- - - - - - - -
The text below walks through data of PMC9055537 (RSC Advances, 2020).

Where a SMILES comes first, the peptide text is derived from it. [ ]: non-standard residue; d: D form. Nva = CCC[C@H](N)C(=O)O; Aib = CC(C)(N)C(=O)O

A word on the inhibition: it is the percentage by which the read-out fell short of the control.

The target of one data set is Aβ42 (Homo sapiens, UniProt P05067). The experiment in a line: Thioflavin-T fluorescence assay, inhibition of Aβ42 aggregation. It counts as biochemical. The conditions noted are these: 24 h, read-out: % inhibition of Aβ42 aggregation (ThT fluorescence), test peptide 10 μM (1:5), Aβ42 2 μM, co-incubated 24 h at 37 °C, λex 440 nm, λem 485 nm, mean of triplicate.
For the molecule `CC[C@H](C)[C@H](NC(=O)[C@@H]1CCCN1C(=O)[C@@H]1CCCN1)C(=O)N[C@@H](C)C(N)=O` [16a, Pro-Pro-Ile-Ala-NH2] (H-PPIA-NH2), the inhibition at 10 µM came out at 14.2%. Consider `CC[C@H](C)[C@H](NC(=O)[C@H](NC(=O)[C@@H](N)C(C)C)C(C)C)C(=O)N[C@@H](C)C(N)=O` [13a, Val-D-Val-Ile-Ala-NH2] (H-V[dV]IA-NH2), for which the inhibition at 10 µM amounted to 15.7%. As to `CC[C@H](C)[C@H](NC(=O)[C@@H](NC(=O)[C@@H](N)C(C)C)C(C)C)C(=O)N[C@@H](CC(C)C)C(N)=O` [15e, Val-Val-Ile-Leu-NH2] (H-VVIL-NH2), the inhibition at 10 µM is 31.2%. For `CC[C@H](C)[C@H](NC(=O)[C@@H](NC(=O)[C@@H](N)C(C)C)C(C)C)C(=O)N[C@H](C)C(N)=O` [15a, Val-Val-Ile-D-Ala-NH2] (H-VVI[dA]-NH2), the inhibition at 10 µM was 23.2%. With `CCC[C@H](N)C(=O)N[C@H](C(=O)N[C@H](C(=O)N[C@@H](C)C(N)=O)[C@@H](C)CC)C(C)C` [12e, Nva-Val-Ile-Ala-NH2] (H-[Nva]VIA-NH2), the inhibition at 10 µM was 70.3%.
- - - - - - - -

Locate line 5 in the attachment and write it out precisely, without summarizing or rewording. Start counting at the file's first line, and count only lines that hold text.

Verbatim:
For the molecule `CC[C@H](C)[C@H](NC(=O)[C@@H]1CCCN1C(=O)[C@@H]1CCCN1)C(=O)N[C@@H](C)C(N)=O` [16a, Pro-Pro-Ile-Ala-NH2] (H-PPIA-NH2), the inhibition at 10 µM came out at 14.2%. Consider `CC[C@H](C)[C@H](NC(=O)[C@H](NC(=O)[C@@H](N)C(C)C)C(C)C)C(=O)N[C@@H](C)C(N)=O` [13a, Val-D-Val-Ile-Ala-NH2] (H-V[dV]IA-NH2), for which the inhibition at 10 µM amounted to 15.7%. As to `CC[C@H](C)[C@H](NC(=O)[C@@H](NC(=O)[C@@H](N)C(C)C)C(C)C)C(=O)N[C@@H](CC(C)C)C(N)=O` [15e, Val-Val-Ile-Leu-NH2] (H-VVIL-NH2), the inhibition at 10 µM is 31.2%. For `CC[C@H](C)[C@H](NC(=O)[C@@H](NC(=O)[C@@H](N)C(C)C)C(C)C)C(=O)N[C@H](C)C(N)=O` [15a, Val-Val-Ile-D-Ala-NH2] (H-VVI[dA]-NH2), the inhibition at 10 µM was 23.2%. With `CCC[C@H](N)C(=O)N[C@H](C(=O)N[C@H](C(=O)N[C@@H](C)C(N)=O)[C@@H](C)CC)C(C)C` [12e, Nva-Val-Ile-Ala-NH2] (H-[Nva]VIA-NH2), the inhibition at 10 µM was 70.3%.